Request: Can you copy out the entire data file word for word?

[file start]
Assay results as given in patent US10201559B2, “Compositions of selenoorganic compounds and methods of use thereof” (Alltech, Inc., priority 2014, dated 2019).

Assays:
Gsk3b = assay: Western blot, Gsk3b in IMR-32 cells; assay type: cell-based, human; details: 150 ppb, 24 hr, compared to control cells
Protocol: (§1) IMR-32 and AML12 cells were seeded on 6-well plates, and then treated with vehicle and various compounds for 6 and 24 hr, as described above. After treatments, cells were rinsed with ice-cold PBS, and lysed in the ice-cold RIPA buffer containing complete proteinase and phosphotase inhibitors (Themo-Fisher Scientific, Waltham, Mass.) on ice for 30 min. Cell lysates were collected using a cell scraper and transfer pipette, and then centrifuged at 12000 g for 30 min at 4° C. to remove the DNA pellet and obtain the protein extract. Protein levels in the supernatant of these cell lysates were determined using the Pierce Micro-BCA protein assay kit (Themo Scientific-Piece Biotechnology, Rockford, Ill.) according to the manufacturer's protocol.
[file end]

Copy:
Assay results as given in patent US10201559B2, “Compositions of selenoorganic compounds and methods of use thereof” (Alltech, Inc., priority 2014, dated 2019).

Assays:
Gsk3b = assay: Western blot, Gsk3b in IMR-32 cells; assay type: cell-based, human; details: 150 ppb, 24 hr, compared to control cells
Protocol: (§1) IMR-32 and AML12 cells were seeded on 6-well plates, and then treated with vehicle and various compounds for 6 and 24 hr, as described above. After treatments, cells were rinsed with ice-cold PBS, and lysed in the ice-cold RIPA buffer containing complete proteinase and phosphotase inhibitors (Themo-Fisher Scientific, Waltham, Mass.) on ice for 30 min. Cell lysates were collected using a cell scraper and transfer pipette, and then centrifuged at 12000 g for 30 min at 4° C. to remove the DNA pellet and obtain the protein extract. Protein levels in the supernatant of these cell lysates were determined using the Pierce Micro-BCA protein assay kit (Themo Scientific-Piece Biotechnology, Rockford, Ill.) according to the manufacturer's protocol.